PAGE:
Apostasy and sanctuary, 1430

In 1430, Henry Ciprian and Roger Bukke, two Augustinian canons, fled from their priory at Waltham, Essex, and sought sanctuary at the collegiate church of St. Martin le Grand in London. Their request for asylum sparked a major conflict between the dean of St. Martin’s and the mayor and aldermen of London over the church’sContinue reading “Apostasy and sanctuary, 1430”

A quarrel between two priests

On 19 November 1435, a London chaplain, William Burght, was found dead in the parish of St. Gregory, right by (attached to, really) St. Paul’s cathedral. The coroner’s inquest jurors reported that Thomas Curteys, parson of Shere, in Surrey, had lain in wait to kill Burght, brutally stabbing him many times with a “trencherknife” –Continue reading “A quarrel between two priests”

An apostate monk and royal defence of sanctuary

An odd story of another apostate monk, and flipping of assumptions of sanctuary as church encroachment on royal power: an “enemy” abbey (Citeaux in Burgundy) allegedly interfered in the king’s sanctuary at Westminster. Allegations and counter-allegations in this case are contradictory, so it’s impossible to discern “what happened,” but what follows is my best guess.Continue reading “An apostate monk and royal defence of sanctuary”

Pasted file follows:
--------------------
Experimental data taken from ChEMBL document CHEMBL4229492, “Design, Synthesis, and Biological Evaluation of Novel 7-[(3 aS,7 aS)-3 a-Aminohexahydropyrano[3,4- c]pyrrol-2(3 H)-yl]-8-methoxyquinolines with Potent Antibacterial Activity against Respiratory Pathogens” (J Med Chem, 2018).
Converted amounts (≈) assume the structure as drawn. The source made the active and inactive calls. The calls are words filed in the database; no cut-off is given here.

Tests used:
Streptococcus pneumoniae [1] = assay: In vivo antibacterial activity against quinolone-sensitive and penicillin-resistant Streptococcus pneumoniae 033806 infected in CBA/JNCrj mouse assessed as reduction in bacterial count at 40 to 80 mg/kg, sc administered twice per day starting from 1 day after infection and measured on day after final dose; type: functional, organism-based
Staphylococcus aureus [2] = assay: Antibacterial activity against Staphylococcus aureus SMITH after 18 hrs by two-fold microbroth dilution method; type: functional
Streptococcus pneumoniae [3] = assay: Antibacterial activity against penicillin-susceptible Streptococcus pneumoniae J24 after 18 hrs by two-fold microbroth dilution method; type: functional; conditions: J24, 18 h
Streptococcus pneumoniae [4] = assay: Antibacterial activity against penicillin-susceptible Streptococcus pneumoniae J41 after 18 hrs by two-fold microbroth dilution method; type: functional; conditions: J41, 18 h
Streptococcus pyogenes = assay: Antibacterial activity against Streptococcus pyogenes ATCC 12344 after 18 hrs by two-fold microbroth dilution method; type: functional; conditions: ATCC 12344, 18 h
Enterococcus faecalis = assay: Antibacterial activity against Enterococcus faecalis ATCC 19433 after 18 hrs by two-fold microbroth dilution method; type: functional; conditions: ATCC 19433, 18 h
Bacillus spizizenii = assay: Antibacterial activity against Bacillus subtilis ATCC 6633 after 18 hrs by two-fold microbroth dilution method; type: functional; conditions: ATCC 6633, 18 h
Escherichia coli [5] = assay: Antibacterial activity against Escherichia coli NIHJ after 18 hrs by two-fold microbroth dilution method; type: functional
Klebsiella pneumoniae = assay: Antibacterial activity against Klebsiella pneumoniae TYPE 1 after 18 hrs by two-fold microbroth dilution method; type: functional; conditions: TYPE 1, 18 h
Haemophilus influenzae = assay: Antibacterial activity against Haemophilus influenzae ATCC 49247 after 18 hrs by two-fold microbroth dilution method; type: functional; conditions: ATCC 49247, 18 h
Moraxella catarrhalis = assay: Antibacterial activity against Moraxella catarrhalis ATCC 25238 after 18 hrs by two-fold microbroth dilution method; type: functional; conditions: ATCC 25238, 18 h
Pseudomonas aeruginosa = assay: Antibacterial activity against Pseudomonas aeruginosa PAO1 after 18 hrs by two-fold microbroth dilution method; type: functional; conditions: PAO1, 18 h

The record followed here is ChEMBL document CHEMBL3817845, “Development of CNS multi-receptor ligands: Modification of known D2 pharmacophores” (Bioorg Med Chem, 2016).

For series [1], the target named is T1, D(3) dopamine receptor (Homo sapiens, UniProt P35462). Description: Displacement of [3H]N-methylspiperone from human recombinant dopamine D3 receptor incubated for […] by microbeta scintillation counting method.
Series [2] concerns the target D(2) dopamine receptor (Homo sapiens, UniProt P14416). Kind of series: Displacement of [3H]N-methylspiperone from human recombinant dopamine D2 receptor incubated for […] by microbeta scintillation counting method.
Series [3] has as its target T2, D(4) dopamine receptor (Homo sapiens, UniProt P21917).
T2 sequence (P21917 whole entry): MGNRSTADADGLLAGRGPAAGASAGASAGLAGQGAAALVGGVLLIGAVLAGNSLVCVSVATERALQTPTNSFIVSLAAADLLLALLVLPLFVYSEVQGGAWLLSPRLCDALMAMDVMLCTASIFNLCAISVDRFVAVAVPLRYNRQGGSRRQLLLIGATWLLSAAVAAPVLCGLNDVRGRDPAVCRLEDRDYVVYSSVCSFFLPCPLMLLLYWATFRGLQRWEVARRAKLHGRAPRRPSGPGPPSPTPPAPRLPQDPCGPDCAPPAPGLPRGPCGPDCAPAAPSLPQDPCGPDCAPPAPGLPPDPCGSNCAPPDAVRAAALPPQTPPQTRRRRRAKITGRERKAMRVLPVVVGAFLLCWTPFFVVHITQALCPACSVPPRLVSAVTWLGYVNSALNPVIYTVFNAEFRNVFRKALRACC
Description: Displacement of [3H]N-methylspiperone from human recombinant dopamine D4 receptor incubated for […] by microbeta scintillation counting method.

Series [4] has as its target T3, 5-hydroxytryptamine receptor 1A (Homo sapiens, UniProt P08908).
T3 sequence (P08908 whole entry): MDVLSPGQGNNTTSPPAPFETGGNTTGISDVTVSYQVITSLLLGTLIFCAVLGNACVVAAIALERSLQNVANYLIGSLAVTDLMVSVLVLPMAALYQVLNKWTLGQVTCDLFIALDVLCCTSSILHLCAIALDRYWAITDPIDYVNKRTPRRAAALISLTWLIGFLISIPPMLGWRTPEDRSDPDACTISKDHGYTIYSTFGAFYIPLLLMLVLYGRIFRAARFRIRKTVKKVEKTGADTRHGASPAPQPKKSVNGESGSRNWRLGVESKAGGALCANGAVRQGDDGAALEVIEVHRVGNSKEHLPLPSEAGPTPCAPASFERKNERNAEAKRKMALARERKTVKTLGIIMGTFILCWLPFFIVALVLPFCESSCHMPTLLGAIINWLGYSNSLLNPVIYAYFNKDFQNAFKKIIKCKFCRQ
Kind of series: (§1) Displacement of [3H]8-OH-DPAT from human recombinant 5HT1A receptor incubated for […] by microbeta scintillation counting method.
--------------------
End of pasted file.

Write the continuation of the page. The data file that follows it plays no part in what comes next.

Felonious monk

William Lane, a monk at Abingdon Abbey, fled to a church after having been indicted of horse theft. He abjured the realm, but did not actually leave; when he was caught and brought before the king’s justices, he then claimed benefit of clergy. He was delivered into the custody of the bishop of London, whoContinue reading “Felonious monk”

Thiefcatchers and felonious priests

One day John Kirkeham, a London “catchpoll” (thief-catcher) arrested Geoffrey Warmyngton, “vicar of St Martin’s,” for an unspecified offence. Warmyngton twisted out of Kirkeham’s grasp and ran to St Martin le Grand for sanctuary. It’s unclear which church dedicated to St Martin was Warmyngton’s place of employment, as there were six churches dedicated to StContinue reading “Thiefcatchers and felonious priests”

Homicide and the Canons of Egglestone Abbey

In 1496, three canons and a servant of a Premonstratensian Abbey in Yorkshire, Egglestone Abbey, took sanctuary at Durham after they had an altercation with Richard Appleby of Cotherstone and killed him. It’s not quite clear what was happening here, but it’s worthy of note that a number of Applebys of Cotherstone and region wereContinue reading “Homicide and the Canons of Egglestone Abbey”

Murder with a twist

An interesting twist and a frustrating lack of conclusion in this case: In 1505 an inquest was held over the body of Edward ap Evan ap Tidder – called “of London, yeoman,” but presumably originally from Wales. The inquest jurors reported that in the parish of St Bride, Fleet Street, between 10 and 11 atContinue reading “Murder with a twist”

Monk on the run

In 1512 George Akeryg, a “monastic oblate” (novice monk) of St Mary’s abbey, Merevale, Warwickshire, sought sanctuary at St Leonard’s Hospital in York. He evidently wasn’t happy about his religious vocation. Akeryg, on the run from his abbey, ended up in the city of York. He went to St Mary’s abbey, where he stole aContinue reading “Monk on the run”